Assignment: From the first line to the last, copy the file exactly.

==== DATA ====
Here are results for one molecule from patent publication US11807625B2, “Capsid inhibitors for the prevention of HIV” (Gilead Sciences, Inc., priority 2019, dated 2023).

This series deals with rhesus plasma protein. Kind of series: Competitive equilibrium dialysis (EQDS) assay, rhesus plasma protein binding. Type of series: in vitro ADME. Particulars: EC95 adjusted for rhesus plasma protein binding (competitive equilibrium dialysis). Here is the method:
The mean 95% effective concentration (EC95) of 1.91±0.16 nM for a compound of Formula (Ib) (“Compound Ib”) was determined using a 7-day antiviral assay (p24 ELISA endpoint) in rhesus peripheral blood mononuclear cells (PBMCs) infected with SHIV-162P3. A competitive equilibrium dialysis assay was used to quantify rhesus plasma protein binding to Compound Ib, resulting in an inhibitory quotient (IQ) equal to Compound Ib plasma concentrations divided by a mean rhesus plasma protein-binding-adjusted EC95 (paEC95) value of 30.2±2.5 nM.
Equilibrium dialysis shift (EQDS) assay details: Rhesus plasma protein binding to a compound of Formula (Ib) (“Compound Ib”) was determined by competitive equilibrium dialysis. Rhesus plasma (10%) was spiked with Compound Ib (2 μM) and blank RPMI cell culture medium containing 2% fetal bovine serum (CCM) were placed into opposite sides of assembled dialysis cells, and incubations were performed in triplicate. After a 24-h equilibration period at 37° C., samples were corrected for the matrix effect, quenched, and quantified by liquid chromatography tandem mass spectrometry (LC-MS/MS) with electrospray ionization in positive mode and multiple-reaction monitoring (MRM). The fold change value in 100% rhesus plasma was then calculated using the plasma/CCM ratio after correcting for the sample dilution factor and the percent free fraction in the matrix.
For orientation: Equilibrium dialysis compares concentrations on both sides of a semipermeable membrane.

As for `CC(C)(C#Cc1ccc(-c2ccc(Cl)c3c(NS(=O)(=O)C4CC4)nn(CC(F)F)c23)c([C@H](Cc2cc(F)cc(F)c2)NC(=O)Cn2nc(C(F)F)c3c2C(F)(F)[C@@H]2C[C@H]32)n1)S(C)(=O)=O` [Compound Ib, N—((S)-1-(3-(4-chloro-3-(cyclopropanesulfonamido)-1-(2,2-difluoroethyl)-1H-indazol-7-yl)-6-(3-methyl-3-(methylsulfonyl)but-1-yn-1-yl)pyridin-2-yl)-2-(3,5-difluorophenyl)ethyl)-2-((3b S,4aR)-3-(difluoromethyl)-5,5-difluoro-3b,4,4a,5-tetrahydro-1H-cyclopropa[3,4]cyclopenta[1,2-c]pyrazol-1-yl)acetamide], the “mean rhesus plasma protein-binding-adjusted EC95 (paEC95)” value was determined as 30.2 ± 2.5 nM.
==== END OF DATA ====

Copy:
Here are results for one molecule from patent publication US11807625B2, “Capsid inhibitors for the prevention of HIV” (Gilead Sciences, Inc., priority 2019, dated 2023).

This series deals with rhesus plasma protein. Kind of series: Competitive equilibrium dialysis (EQDS) assay, rhesus plasma protein binding. Type of series: in vitro ADME. Particulars: EC95 adjusted for rhesus plasma protein binding (competitive equilibrium dialysis). Here is the method:
The mean 95% effective concentration (EC95) of 1.91±0.16 nM for a compound of Formula (Ib) (“Compound Ib”) was determined using a 7-day antiviral assay (p24 ELISA endpoint) in rhesus peripheral blood mononuclear cells (PBMCs) infected with SHIV-162P3. A competitive equilibrium dialysis assay was used to quantify rhesus plasma protein binding to Compound Ib, resulting in an inhibitory quotient (IQ) equal to Compound Ib plasma concentrations divided by a mean rhesus plasma protein-binding-adjusted EC95 (paEC95) value of 30.2±2.5 nM.
Equilibrium dialysis shift (EQDS) assay details: Rhesus plasma protein binding to a compound of Formula (Ib) (“Compound Ib”) was determined by competitive equilibrium dialysis. Rhesus plasma (10%) was spiked with Compound Ib (2 μM) and blank RPMI cell culture medium containing 2% fetal bovine serum (CCM) were placed into opposite sides of assembled dialysis cells, and incubations were performed in triplicate. After a 24-h equilibration period at 37° C., samples were corrected for the matrix effect, quenched, and quantified by liquid chromatography tandem mass spectrometry (LC-MS/MS) with electrospray ionization in positive mode and multiple-reaction monitoring (MRM). The fold change value in 100% rhesus plasma was then calculated using the plasma/CCM ratio after correcting for the sample dilution factor and the percent free fraction in the matrix.
For orientation: Equilibrium dialysis compares concentrations on both sides of a semipermeable membrane.

As for `CC(C)(C#Cc1ccc(-c2ccc(Cl)c3c(NS(=O)(=O)C4CC4)nn(CC(F)F)c23)c([C@H](Cc2cc(F)cc(F)c2)NC(=O)Cn2nc(C(F)F)c3c2C(F)(F)[C@@H]2C[C@H]32)n1)S(C)(=O)=O` [Compound Ib, N—((S)-1-(3-(4-chloro-3-(cyclopropanesulfonamido)-1-(2,2-difluoroethyl)-1H-indazol-7-yl)-6-(3-methyl-3-(methylsulfonyl)but-1-yn-1-yl)pyridin-2-yl)-2-(3,5-difluorophenyl)ethyl)-2-((3b S,4aR)-3-(difluoromethyl)-5,5-difluoro-3b,4,4a,5-tetrahydro-1H-cyclopropa[3,4]cyclopenta[1,2-c]pyrazol-1-yl)acetamide], the “mean rhesus plasma protein-binding-adjusted EC95 (paEC95)” value was determined as 30.2 ± 2.5 nM.